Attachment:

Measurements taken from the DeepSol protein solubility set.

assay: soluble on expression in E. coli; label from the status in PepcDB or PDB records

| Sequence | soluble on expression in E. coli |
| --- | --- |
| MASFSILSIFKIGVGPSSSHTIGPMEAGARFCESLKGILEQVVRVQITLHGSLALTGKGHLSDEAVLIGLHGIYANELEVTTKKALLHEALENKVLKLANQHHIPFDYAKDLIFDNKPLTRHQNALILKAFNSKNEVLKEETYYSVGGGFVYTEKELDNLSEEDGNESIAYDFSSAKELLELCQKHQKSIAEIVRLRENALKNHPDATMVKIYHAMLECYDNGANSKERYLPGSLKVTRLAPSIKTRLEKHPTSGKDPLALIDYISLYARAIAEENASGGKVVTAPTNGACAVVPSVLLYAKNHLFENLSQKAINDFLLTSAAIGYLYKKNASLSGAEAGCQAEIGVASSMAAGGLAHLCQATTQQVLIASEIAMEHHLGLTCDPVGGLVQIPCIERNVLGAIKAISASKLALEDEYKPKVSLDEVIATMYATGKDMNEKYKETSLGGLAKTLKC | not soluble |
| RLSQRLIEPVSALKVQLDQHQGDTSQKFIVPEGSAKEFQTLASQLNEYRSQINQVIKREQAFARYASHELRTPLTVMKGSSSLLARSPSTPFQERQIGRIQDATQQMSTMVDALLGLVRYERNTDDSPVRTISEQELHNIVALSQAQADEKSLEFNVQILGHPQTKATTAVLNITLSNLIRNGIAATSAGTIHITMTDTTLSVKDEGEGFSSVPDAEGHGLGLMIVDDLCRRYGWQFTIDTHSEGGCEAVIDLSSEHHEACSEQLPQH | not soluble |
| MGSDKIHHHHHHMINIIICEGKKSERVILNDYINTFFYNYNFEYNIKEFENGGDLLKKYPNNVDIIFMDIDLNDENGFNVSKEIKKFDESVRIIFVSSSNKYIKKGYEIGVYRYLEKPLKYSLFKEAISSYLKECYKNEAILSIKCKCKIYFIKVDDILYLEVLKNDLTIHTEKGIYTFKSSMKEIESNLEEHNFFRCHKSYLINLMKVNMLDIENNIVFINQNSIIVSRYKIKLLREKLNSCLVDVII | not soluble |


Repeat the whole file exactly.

Measurements taken from the DeepSol protein solubility set.

assay: soluble on expression in E. coli; label from the status in PepcDB or PDB records

| Sequence | soluble on expression in E. coli |
| --- | --- |
| MASFSILSIFKIGVGPSSSHTIGPMEAGARFCESLKGILEQVVRVQITLHGSLALTGKGHLSDEAVLIGLHGIYANELEVTTKKALLHEALENKVLKLANQHHIPFDYAKDLIFDNKPLTRHQNALILKAFNSKNEVLKEETYYSVGGGFVYTEKELDNLSEEDGNESIAYDFSSAKELLELCQKHQKSIAEIVRLRENALKNHPDATMVKIYHAMLECYDNGANSKERYLPGSLKVTRLAPSIKTRLEKHPTSGKDPLALIDYISLYARAIAEENASGGKVVTAPTNGACAVVPSVLLYAKNHLFENLSQKAINDFLLTSAAIGYLYKKNASLSGAEAGCQAEIGVASSMAAGGLAHLCQATTQQVLIASEIAMEHHLGLTCDPVGGLVQIPCIERNVLGAIKAISASKLALEDEYKPKVSLDEVIATMYATGKDMNEKYKETSLGGLAKTLKC | not soluble |
| RLSQRLIEPVSALKVQLDQHQGDTSQKFIVPEGSAKEFQTLASQLNEYRSQINQVIKREQAFARYASHELRTPLTVMKGSSSLLARSPSTPFQERQIGRIQDATQQMSTMVDALLGLVRYERNTDDSPVRTISEQELHNIVALSQAQADEKSLEFNVQILGHPQTKATTAVLNITLSNLIRNGIAATSAGTIHITMTDTTLSVKDEGEGFSSVPDAEGHGLGLMIVDDLCRRYGWQFTIDTHSEGGCEAVIDLSSEHHEACSEQLPQH | not soluble |
| MGSDKIHHHHHHMINIIICEGKKSERVILNDYINTFFYNYNFEYNIKEFENGGDLLKKYPNNVDIIFMDIDLNDENGFNVSKEIKKFDESVRIIFVSSSNKYIKKGYEIGVYRYLEKPLKYSLFKEAISSYLKECYKNEAILSIKCKCKIYFIKVDDILYLEVLKNDLTIHTEKGIYTFKSSMKEIESNLEEHNFFRCHKSYLINLMKVNMLDIENNIVFINQNSIIVSRYKIKLLREKLNSCLVDVII | not soluble |